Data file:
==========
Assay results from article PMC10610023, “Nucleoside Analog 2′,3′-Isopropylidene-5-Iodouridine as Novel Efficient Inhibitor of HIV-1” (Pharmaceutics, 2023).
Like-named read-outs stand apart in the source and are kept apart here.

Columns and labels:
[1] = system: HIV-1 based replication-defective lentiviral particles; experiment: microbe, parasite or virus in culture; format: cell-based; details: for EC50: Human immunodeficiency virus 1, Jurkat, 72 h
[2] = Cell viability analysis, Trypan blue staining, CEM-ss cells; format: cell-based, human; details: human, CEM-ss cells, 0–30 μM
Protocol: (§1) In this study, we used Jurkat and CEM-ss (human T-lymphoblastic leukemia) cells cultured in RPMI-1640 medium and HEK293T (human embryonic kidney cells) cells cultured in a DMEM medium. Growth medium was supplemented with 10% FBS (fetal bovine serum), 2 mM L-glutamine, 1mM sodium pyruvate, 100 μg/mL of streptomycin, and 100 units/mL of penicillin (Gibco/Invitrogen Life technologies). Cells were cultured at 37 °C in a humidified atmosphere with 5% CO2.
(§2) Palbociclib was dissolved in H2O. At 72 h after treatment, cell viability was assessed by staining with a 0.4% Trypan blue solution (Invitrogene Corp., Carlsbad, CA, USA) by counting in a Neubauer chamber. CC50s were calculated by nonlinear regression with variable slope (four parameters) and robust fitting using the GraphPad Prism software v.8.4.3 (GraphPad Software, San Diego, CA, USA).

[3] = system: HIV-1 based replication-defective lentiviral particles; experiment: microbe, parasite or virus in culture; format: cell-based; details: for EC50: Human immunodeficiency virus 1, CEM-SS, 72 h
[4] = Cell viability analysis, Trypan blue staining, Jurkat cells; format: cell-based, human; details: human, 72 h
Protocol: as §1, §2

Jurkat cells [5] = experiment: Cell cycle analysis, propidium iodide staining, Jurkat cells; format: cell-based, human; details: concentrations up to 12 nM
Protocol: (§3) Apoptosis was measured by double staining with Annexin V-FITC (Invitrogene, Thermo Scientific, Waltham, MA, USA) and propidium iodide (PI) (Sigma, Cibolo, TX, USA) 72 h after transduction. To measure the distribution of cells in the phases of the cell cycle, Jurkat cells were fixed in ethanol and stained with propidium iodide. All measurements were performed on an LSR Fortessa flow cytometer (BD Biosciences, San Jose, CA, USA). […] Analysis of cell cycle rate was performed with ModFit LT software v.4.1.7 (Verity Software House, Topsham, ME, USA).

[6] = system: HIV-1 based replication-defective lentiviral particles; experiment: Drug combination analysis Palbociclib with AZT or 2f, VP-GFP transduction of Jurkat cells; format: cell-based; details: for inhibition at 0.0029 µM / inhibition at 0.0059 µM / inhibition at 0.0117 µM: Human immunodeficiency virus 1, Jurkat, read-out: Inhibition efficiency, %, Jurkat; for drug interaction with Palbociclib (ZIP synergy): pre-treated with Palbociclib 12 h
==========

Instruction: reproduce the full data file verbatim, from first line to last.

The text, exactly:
Assay results from article PMC10610023, “Nucleoside Analog 2′,3′-Isopropylidene-5-Iodouridine as Novel Efficient Inhibitor of HIV-1” (Pharmaceutics, 2023).
Like-named read-outs stand apart in the source and are kept apart here.

Columns and labels:
[1] = system: HIV-1 based replication-defective lentiviral particles; experiment: microbe, parasite or virus in culture; format: cell-based; details: for EC50: Human immunodeficiency virus 1, Jurkat, 72 h
[2] = Cell viability analysis, Trypan blue staining, CEM-ss cells; format: cell-based, human; details: human, CEM-ss cells, 0–30 μM
Protocol: (§1) In this study, we used Jurkat and CEM-ss (human T-lymphoblastic leukemia) cells cultured in RPMI-1640 medium and HEK293T (human embryonic kidney cells) cells cultured in a DMEM medium. Growth medium was supplemented with 10% FBS (fetal bovine serum), 2 mM L-glutamine, 1mM sodium pyruvate, 100 μg/mL of streptomycin, and 100 units/mL of penicillin (Gibco/Invitrogen Life technologies). Cells were cultured at 37 °C in a humidified atmosphere with 5% CO2.
(§2) Palbociclib was dissolved in H2O. At 72 h after treatment, cell viability was assessed by staining with a 0.4% Trypan blue solution (Invitrogene Corp., Carlsbad, CA, USA) by counting in a Neubauer chamber. CC50s were calculated by nonlinear regression with variable slope (four parameters) and robust fitting using the GraphPad Prism software v.8.4.3 (GraphPad Software, San Diego, CA, USA).

[3] = system: HIV-1 based replication-defective lentiviral particles; experiment: microbe, parasite or virus in culture; format: cell-based; details: for EC50: Human immunodeficiency virus 1, CEM-SS, 72 h
[4] = Cell viability analysis, Trypan blue staining, Jurkat cells; format: cell-based, human; details: human, 72 h
Protocol: as §1, §2

Jurkat cells [5] = experiment: Cell cycle analysis, propidium iodide staining, Jurkat cells; format: cell-based, human; details: concentrations up to 12 nM
Protocol: (§3) Apoptosis was measured by double staining with Annexin V-FITC (Invitrogene, Thermo Scientific, Waltham, MA, USA) and propidium iodide (PI) (Sigma, Cibolo, TX, USA) 72 h after transduction. To measure the distribution of cells in the phases of the cell cycle, Jurkat cells were fixed in ethanol and stained with propidium iodide. All measurements were performed on an LSR Fortessa flow cytometer (BD Biosciences, San Jose, CA, USA). […] Analysis of cell cycle rate was performed with ModFit LT software v.4.1.7 (Verity Software House, Topsham, ME, USA).

[6] = system: HIV-1 based replication-defective lentiviral particles; experiment: Drug combination analysis Palbociclib with AZT or 2f, VP-GFP transduction of Jurkat cells; format: cell-based; details: for inhibition at 0.0029 µM / inhibition at 0.0059 µM / inhibition at 0.0117 µM: Human immunodeficiency virus 1, Jurkat, read-out: Inhibition efficiency, %, Jurkat; for drug interaction with Palbociclib (ZIP synergy): pre-treated with Palbociclib 12 h